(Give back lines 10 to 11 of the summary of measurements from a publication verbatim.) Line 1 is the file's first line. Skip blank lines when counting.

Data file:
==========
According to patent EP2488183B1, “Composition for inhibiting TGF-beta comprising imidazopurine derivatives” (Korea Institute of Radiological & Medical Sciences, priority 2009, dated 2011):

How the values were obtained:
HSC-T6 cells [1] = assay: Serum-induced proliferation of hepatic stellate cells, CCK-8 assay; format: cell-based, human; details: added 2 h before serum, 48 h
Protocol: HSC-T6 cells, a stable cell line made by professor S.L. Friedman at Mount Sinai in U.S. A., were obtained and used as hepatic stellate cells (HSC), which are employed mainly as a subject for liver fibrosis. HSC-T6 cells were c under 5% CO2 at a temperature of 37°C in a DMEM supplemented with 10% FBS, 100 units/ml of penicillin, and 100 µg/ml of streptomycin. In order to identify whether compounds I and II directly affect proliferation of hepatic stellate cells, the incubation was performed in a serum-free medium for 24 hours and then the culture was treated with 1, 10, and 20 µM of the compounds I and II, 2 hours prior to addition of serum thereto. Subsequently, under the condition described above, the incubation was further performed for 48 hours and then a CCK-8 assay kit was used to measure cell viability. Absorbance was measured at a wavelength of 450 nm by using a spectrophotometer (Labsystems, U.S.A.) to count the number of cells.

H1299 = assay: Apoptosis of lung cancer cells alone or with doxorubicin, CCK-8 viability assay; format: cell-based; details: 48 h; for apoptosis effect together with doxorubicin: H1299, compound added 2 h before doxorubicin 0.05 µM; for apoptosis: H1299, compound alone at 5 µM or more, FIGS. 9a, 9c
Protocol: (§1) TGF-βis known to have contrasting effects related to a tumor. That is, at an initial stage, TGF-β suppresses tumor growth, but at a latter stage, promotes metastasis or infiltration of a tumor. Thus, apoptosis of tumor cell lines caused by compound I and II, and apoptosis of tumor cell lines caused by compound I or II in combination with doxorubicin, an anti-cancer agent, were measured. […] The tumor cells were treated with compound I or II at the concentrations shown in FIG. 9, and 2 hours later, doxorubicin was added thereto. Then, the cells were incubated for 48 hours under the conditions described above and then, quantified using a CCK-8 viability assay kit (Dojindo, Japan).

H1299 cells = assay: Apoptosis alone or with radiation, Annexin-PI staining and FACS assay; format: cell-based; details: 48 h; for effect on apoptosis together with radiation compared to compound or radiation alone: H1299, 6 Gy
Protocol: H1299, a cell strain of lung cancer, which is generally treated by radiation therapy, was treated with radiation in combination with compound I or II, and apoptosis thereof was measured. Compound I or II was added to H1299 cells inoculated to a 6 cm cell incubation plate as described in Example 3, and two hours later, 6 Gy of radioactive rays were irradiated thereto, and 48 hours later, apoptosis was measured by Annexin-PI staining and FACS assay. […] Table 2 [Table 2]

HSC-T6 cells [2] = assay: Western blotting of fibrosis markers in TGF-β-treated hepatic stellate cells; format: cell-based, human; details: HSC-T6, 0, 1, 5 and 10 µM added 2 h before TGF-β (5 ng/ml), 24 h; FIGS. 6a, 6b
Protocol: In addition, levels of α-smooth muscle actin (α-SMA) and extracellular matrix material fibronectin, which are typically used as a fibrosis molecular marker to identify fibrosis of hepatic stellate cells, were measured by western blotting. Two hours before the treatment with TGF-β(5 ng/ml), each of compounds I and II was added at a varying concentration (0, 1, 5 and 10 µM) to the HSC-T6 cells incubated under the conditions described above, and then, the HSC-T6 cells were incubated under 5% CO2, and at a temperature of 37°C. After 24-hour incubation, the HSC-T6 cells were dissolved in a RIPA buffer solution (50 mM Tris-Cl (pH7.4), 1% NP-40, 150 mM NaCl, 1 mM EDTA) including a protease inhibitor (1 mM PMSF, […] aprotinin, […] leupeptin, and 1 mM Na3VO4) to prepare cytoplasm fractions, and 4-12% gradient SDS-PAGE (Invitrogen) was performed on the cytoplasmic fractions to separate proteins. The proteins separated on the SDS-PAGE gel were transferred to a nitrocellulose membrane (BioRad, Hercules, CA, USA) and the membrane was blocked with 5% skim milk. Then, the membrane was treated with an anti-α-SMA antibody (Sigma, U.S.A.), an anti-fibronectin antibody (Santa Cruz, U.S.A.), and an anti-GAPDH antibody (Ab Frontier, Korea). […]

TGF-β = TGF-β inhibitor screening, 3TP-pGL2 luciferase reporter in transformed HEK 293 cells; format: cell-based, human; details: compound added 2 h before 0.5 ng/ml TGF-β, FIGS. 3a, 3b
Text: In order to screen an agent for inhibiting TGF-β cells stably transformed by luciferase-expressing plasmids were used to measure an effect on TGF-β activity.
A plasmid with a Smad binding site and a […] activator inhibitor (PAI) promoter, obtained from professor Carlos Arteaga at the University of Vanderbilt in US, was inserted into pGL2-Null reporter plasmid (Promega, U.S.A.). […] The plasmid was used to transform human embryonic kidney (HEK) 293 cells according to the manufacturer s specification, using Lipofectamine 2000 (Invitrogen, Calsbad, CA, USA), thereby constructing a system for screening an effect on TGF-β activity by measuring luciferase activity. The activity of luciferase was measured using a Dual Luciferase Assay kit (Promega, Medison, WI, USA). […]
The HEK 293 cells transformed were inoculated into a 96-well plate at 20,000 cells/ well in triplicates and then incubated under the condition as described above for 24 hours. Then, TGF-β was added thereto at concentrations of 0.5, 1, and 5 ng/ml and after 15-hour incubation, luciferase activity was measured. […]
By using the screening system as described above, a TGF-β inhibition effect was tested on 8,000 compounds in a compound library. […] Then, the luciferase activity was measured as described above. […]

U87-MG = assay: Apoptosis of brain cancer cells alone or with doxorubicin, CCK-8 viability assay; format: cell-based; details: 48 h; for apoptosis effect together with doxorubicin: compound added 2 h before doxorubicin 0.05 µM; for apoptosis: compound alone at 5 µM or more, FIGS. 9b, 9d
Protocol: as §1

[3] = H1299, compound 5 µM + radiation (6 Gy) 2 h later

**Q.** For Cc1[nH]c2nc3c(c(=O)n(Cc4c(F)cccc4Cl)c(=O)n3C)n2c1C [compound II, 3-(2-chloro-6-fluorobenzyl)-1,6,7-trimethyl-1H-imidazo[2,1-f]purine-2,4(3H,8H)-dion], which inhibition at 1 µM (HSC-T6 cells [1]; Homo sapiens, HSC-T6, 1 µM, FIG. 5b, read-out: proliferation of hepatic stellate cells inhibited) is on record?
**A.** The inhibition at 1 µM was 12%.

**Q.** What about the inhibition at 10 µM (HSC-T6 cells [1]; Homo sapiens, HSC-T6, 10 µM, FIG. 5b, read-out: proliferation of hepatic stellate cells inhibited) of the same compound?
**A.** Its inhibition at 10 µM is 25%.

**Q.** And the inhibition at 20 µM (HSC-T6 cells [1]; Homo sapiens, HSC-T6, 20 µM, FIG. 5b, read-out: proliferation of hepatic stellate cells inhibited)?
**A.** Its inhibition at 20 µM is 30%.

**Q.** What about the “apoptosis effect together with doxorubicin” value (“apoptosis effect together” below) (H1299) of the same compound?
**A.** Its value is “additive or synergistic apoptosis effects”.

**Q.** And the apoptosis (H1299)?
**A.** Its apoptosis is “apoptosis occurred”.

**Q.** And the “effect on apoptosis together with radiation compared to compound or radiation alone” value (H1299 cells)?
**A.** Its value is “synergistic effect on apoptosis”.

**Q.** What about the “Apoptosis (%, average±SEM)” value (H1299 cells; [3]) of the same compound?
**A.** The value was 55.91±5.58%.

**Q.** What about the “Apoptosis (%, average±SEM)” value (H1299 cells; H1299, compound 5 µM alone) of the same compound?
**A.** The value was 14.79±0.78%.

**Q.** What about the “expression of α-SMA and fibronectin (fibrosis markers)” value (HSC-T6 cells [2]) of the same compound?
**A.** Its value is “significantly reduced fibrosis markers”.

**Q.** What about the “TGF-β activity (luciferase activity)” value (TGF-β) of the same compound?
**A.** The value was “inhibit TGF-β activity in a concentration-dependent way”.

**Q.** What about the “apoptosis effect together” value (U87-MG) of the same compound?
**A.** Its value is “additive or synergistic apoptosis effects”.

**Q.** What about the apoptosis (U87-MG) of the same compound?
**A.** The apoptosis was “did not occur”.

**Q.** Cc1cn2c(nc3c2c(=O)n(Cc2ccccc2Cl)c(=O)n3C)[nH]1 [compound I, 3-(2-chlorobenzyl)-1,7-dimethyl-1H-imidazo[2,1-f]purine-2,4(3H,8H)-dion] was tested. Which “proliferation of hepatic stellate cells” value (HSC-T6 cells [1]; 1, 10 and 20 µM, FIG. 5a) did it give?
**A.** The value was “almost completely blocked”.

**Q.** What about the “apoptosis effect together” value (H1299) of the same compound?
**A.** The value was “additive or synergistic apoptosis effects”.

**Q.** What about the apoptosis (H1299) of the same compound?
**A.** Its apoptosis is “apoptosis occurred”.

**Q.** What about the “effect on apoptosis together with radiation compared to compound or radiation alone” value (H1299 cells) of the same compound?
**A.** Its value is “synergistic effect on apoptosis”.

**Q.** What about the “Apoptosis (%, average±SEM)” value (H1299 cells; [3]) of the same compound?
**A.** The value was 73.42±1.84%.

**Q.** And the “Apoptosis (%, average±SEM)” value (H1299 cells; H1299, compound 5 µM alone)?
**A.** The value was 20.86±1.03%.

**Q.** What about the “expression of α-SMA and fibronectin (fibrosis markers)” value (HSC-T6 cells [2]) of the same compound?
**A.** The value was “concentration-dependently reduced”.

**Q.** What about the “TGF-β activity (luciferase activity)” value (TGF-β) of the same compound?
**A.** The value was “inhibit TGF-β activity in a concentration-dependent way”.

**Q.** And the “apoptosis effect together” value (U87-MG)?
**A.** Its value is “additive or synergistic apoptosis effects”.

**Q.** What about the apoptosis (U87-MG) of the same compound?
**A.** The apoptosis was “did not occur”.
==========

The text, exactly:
Protocol: In addition, levels of α-smooth muscle actin (α-SMA) and extracellular matrix material fibronectin, which are typically used as a fibrosis molecular marker to identify fibrosis of hepatic stellate cells, were measured by western blotting. Two hours before the treatment with TGF-β(5 ng/ml), each of compounds I and II was added at a varying concentration (0, 1, 5 and 10 µM) to the HSC-T6 cells incubated under the conditions described above, and then, the HSC-T6 cells were incubated under 5% CO2, and at a temperature of 37°C. After 24-hour incubation, the HSC-T6 cells were dissolved in a RIPA buffer solution (50 mM Tris-Cl (pH7.4), 1% NP-40, 150 mM NaCl, 1 mM EDTA) including a protease inhibitor (1 mM PMSF, […] aprotinin, […] leupeptin, and 1 mM Na3VO4) to prepare cytoplasm fractions, and 4-12% gradient SDS-PAGE (Invitrogen) was performed on the cytoplasmic fractions to separate proteins. The proteins separated on the SDS-PAGE gel were transferred to a nitrocellulose membrane (BioRad, Hercules, CA, USA) and the membrane was blocked with 5% skim milk. Then, the membrane was treated with an anti-α-SMA antibody (Sigma, U.S.A.), an anti-fibronectin antibody (Santa Cruz, U.S.A.), and an anti-GAPDH antibody (Ab Frontier, Korea). […]

TGF-β = TGF-β inhibitor screening, 3TP-pGL2 luciferase reporter in transformed HEK 293 cells; format: cell-based, human; details: compound added 2 h before 0.5 ng/ml TGF-β, FIGS. 3a, 3b